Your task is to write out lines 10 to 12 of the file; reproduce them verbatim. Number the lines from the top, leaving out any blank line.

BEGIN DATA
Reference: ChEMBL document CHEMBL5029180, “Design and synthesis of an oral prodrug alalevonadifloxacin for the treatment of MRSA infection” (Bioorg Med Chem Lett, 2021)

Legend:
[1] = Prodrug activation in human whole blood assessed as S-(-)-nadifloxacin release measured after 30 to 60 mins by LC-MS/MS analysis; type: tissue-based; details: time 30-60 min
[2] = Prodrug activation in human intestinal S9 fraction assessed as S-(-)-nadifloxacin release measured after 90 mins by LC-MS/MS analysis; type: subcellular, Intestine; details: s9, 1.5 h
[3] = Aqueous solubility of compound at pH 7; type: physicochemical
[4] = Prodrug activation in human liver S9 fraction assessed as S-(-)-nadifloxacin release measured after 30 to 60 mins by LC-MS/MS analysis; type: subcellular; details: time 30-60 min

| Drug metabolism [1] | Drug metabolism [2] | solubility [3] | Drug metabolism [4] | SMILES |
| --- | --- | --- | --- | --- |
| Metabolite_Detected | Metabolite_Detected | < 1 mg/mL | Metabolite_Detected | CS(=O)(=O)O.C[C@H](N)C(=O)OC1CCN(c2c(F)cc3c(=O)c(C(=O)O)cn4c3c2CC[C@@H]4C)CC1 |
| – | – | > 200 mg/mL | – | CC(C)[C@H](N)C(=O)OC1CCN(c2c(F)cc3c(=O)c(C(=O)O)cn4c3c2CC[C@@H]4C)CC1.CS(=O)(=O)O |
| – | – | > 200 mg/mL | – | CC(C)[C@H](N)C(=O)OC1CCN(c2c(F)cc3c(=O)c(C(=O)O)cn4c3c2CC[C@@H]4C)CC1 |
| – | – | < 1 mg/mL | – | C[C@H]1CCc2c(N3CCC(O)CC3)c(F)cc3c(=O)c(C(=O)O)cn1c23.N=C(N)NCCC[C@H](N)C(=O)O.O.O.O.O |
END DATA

| – | – | > 200 mg/mL | – | CC(C)[C@H](N)C(=O)OC1CCN(c2c(F)cc3c(=O)c(C(=O)O)cn4c3c2CC[C@@H]4C)CC1.CS(=O)(=O)O |
| – | – | > 200 mg/mL | – | CC(C)[C@H](N)C(=O)OC1CCN(c2c(F)cc3c(=O)c(C(=O)O)cn4c3c2CC[C@@H]4C)CC1 |
| – | – | < 1 mg/mL | – | C[C@H]1CCc2c(N3CCC(O)CC3)c(F)cc3c(=O)c(C(=O)O)cn1c23.N=C(N)NCCC[C@H](N)C(=O)O.O.O.O.O |